March 22, 2012
Hounding Fact Sheet
Hounding is inhumane and unsporting.
Hounding involves fitting dogs with equipment such as high-tech radio collars and GPS devices that allow the hunter to monitor the dogs' movement remotely. Wildlife typically hunted using packs of hounds include animals such as bears, deer, mountain lions, raccoons, and bobcats. The dogs are released to chase the frightened wild animal for perhaps miles, across all types of terrain and even across private property. The dogs pursue the wild animal to the point of exhaustion until the animal climbs a tree to escape the baying hounds.
Hounding violates traditional hunting ethics and gives all hunting a bad image.
Hunters often profess a strict adherence to rules of fair chase. But there is nothing fair about a pack of trained hounds wearing radio collars running down a wild animal, or shooting exhausted wild animals off tree limbs.
Hound hunters often use packs of more than 20 dogs to pursue bears, cougars, or other wildlife. Bears, for instance, are very poor distance runners and often may tire and be attack by dogs before the pack trees the bear.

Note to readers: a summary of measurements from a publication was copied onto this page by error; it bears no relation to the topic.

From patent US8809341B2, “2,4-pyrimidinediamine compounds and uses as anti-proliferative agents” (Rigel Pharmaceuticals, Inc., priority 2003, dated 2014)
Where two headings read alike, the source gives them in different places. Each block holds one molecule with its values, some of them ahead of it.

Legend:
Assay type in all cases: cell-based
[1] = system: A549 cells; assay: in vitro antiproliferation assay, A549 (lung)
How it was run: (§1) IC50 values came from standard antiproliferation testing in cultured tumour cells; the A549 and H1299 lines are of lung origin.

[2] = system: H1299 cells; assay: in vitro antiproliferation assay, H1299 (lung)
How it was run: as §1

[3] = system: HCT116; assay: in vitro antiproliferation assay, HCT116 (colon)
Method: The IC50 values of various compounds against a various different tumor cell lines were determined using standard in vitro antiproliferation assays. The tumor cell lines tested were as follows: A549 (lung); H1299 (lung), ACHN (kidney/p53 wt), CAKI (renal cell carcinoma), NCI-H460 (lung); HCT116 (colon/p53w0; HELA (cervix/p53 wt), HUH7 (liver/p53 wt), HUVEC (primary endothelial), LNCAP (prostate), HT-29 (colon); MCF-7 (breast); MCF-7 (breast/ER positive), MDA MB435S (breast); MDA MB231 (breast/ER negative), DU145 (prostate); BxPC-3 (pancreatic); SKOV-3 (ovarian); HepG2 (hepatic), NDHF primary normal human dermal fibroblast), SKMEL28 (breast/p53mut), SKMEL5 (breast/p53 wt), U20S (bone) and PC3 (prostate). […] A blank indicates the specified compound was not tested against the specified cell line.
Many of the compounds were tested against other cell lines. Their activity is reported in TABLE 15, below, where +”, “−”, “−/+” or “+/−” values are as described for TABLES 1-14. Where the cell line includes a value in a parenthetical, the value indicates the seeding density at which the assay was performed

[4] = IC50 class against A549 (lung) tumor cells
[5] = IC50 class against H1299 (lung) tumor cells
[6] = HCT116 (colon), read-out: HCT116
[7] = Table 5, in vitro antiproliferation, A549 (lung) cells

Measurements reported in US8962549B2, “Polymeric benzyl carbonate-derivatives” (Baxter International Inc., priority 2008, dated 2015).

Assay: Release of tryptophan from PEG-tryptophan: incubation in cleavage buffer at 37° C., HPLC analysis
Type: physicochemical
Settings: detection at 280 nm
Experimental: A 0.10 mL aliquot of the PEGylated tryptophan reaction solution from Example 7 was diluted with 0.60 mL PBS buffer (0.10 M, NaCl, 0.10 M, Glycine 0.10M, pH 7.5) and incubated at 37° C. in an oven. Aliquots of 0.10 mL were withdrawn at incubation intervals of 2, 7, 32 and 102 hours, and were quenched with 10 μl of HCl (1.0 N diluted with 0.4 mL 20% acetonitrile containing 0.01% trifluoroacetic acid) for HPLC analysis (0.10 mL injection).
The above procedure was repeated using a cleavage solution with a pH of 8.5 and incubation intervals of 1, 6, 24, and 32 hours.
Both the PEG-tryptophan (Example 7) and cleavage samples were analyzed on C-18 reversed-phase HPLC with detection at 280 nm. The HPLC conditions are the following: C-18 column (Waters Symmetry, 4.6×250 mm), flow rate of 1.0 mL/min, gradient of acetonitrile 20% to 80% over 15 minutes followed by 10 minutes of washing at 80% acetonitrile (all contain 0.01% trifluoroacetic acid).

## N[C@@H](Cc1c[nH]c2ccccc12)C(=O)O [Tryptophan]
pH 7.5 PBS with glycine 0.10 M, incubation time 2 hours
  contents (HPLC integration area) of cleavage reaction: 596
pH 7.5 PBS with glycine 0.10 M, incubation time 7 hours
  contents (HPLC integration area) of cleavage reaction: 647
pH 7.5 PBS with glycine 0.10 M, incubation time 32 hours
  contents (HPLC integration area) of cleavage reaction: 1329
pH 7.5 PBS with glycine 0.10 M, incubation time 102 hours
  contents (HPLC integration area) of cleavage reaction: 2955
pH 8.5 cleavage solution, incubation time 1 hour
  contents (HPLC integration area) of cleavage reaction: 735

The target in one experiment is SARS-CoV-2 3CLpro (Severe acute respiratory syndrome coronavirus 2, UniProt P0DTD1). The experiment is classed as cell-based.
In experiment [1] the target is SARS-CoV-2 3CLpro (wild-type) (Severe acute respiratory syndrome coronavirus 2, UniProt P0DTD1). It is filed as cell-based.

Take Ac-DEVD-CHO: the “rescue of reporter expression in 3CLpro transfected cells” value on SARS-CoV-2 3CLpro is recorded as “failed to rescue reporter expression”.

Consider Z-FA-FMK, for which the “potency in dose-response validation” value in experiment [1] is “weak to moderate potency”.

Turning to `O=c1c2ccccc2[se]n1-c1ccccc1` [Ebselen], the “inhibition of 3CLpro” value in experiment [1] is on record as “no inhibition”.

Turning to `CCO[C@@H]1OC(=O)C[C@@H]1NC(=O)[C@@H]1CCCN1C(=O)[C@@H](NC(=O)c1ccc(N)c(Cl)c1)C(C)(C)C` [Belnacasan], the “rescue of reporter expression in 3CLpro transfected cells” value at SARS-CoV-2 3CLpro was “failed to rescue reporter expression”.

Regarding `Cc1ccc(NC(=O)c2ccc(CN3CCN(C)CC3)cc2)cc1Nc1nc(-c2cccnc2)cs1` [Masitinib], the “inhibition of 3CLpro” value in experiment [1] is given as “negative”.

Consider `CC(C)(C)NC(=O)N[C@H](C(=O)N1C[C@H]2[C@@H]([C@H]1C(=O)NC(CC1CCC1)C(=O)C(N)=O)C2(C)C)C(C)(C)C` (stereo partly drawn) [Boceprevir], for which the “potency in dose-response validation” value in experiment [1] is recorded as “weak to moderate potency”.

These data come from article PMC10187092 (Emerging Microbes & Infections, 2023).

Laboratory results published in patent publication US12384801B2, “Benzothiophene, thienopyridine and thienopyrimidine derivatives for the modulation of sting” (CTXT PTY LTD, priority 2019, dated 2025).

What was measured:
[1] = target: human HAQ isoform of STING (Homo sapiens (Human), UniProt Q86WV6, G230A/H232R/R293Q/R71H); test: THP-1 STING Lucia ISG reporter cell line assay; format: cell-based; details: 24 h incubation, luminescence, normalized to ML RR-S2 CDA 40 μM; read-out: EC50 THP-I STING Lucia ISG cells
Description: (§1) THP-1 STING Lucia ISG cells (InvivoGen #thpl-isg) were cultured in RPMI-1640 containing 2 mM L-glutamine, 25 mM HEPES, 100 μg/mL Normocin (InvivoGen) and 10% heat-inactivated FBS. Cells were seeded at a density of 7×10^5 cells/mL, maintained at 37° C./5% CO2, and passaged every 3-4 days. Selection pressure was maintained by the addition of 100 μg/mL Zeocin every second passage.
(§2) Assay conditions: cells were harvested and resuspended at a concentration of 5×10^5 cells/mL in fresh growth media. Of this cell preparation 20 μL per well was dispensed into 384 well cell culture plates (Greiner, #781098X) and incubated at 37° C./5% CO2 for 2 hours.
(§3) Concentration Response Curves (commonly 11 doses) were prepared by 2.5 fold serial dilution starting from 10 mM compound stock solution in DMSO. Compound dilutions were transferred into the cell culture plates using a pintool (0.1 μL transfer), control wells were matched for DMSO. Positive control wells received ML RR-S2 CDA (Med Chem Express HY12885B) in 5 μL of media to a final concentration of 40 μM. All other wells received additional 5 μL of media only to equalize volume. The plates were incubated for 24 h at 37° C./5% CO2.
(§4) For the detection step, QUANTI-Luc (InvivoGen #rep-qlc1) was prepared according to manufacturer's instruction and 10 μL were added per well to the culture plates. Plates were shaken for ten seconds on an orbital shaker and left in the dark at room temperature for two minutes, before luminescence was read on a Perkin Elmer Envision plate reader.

Hounding adversely impacts other animals, private property rights and animal shelters.
Hounds also may chase, harass, injure, and kill "non-target" animals like other wildlife, pets, and farm animals. It is not uncommon for the hunt to take an unpredictable course and resulting in the hounds becoming a nuisance on public and private lands.
The life of a hunting dog is seldom idyllic. Viewed more as hunting equipment than a beloved member of the family, hunting dogs may be neglected, living in pens or tethered outdoors. They sometimes receive no exercise or attention when they are not released to pursue wildlife. Dogs who fail to perform adequately may be abandoned. Hunting dogs can become lost in the chase and are sometimes never recovered.
Many abandoned dogs are taken in to local animal shelters. Shelters can be overburdened with abandoned hunting dogs, particularly in rural areas during and at the end of the hunting season. Hounds are often more difficult and expensive to find homes for. They tend to arrive at shelters in poor condition, covered in ticks and fleas. Some arrive with mange. Many are emaciated or test positive for heartworm.
Hounding "chase-only" seasons: wanton, reckless, and harmful.
Sometimes states allow "chase only" seasons when wildlife may be pursued with dogs, but not killed. During "chase-only" hunts, the target wildlife may still be killed by packs of dogs or suffer severe injuries while trying to escape. These seasons often take place in the spring and summer when mothers may become permanently separated from their young, who can perish as a result.